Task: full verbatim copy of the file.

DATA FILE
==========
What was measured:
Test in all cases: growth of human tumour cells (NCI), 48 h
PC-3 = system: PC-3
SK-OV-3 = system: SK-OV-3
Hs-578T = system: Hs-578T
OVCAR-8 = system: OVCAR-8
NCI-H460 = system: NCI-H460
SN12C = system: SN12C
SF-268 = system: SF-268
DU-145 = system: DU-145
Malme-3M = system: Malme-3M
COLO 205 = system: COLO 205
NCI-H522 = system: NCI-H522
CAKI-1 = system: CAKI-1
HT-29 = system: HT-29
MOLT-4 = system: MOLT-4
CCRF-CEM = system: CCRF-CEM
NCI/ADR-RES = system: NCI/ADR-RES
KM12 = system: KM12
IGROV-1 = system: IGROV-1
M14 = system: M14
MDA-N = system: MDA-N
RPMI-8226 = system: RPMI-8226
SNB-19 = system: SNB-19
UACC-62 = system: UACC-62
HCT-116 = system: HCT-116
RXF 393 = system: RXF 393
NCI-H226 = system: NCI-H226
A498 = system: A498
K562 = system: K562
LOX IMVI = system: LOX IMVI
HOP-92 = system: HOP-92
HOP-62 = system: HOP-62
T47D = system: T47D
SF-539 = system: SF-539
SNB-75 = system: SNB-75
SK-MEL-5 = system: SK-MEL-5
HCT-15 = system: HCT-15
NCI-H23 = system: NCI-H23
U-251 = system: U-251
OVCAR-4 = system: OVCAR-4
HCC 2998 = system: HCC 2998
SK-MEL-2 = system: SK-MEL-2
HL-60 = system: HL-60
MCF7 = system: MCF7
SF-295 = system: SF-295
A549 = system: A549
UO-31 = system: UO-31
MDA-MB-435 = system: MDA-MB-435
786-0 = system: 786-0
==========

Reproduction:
What was measured:
Test in all cases: growth of human tumour cells (NCI), 48 h
PC-3 = system: PC-3
SK-OV-3 = system: SK-OV-3
Hs-578T = system: Hs-578T
OVCAR-8 = system: OVCAR-8
NCI-H460 = system: NCI-H460
SN12C = system: SN12C
SF-268 = system: SF-268
DU-145 = system: DU-145
Malme-3M = system: Malme-3M
COLO 205 = system: COLO 205
NCI-H522 = system: NCI-H522
CAKI-1 = system: CAKI-1
HT-29 = system: HT-29
MOLT-4 = system: MOLT-4
CCRF-CEM = system: CCRF-CEM
NCI/ADR-RES = system: NCI/ADR-RES
KM12 = system: KM12
IGROV-1 = system: IGROV-1
M14 = system: M14
MDA-N = system: MDA-N
RPMI-8226 = system: RPMI-8226
SNB-19 = system: SNB-19
UACC-62 = system: UACC-62
HCT-116 = system: HCT-116
RXF 393 = system: RXF 393
NCI-H226 = system: NCI-H226
A498 = system: A498
K562 = system: K562
LOX IMVI = system: LOX IMVI
HOP-92 = system: HOP-92
HOP-62 = system: HOP-62
T47D = system: T47D
SF-539 = system: SF-539
SNB-75 = system: SNB-75
SK-MEL-5 = system: SK-MEL-5
HCT-15 = system: HCT-15
NCI-H23 = system: NCI-H23
U-251 = system: U-251
OVCAR-4 = system: OVCAR-4
HCC 2998 = system: HCC 2998
SK-MEL-2 = system: SK-MEL-2
HL-60 = system: HL-60
MCF7 = system: MCF7
SF-295 = system: SF-295
A549 = system: A549
UO-31 = system: UO-31
MDA-MB-435 = system: MDA-MB-435
786-0 = system: 786-0